In their first experiment they tested the influence of a mental model on the learning rate of procedures. The model group (n=20) received instruction about the internal working of the device. Both model en control (n=20) group received the same procedure training. The learned 10 procedures. Four of these procedures where designed to be inefficient. Then a retention test was taken and in a second test subjects were asked to look for short-cuts. One week later a second retention test was taken.
Table 1. Summary of results on learning procedures with and without a device model.
This experiment shows that understanding a device leads to better performances. The results are similar to those found in experiments with more meaningful learning material. However, the procedures itself are not more meaningful. The hypothesis Kieras & Bovair suggest is that the understanding of the device makes it possible to infer procedures. They test the hypothesis with a second experiment. In this experiment the conditions are the same, but the test is different. Subjects were asked to find two efficient procedures to make the PF-indicator flash. The number of actions was measured.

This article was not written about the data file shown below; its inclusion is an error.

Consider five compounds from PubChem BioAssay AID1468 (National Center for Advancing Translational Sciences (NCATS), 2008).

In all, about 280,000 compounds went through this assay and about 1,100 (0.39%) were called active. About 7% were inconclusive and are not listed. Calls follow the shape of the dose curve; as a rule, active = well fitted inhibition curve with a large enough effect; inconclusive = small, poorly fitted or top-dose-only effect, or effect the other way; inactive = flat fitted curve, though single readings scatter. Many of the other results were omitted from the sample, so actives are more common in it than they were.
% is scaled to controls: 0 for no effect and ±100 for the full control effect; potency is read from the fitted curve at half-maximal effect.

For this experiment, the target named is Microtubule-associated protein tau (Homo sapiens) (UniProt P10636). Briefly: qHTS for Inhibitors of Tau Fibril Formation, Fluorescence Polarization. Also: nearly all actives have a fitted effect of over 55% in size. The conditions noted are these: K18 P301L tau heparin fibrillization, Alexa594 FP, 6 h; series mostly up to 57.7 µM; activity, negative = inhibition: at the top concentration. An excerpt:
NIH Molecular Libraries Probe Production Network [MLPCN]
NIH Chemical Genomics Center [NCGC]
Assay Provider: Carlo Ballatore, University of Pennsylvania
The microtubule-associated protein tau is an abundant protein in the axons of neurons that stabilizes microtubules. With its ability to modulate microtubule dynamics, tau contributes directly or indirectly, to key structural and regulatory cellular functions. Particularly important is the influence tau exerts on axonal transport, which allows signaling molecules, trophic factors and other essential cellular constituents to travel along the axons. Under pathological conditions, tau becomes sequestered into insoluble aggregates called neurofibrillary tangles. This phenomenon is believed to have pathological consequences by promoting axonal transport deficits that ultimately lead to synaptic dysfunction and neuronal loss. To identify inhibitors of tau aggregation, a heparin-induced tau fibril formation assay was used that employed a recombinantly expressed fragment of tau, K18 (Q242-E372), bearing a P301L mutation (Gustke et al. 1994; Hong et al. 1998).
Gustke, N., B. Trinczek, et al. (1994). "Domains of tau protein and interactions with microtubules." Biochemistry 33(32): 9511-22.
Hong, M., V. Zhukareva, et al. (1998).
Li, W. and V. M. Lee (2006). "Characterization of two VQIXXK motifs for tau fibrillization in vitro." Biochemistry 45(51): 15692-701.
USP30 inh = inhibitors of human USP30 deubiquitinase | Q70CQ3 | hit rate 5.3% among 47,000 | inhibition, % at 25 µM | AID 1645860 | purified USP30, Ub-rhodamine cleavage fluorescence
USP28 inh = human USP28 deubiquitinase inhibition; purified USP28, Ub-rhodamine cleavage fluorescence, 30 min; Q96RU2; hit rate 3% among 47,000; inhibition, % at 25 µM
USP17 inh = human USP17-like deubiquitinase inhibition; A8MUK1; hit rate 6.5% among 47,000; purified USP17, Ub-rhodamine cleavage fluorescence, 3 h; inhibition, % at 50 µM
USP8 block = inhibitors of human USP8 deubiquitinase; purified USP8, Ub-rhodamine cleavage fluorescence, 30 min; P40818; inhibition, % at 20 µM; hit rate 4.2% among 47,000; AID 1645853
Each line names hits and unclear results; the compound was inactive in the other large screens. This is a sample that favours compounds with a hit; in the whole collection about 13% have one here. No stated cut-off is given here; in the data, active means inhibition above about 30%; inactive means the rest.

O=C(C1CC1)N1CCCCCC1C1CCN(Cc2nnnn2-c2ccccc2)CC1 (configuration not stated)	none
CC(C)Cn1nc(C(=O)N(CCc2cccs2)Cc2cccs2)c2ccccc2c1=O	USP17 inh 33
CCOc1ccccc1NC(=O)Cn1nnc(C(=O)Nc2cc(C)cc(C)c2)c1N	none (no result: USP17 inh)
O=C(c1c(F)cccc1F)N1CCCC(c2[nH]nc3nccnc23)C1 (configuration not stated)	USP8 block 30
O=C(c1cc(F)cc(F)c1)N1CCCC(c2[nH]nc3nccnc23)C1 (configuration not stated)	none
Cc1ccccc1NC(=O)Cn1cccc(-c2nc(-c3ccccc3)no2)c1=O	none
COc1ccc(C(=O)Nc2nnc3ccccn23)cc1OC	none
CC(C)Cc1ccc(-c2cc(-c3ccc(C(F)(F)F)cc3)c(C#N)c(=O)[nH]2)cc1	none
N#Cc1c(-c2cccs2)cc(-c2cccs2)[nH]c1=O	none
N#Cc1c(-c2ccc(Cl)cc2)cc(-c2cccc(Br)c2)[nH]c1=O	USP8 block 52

Table 2. Mean number of actions tried while inferring procedures
The conclusion of this experiment is that a mental model of a device, makes it possible to infer procedures in a efficient way. Thus, the learning of procedures may be made more efficient if the underlying model is known to the student.
This result is consistent with a study of Shih & Alessi (1993). They used graphics and animation to teach programming skills. Programming is a field in which misconceptions are one of the biggest obstacles for students in learning to program. In this experiment seventy nonprogrammers practiced either code evaluation, code evaluation with the aid of conceptual models, or code generation. Conceptual models were provided by a computer based training that used a warehouse analogy and different animations to explain arrays, loops and the sequential evaluation of expressions. In the first sessions (of four) the group that practiced code evaluation with the help of conceptual models (Group EM) took more time to complete the sessions. In the later sessions they were able to solve the problems faster, and spent on the entire course an equal amount of time. The explanation lies in the assumption that group EM spent more time to form mental models, and benefited from these models because the time they needed to find a solution became shorter.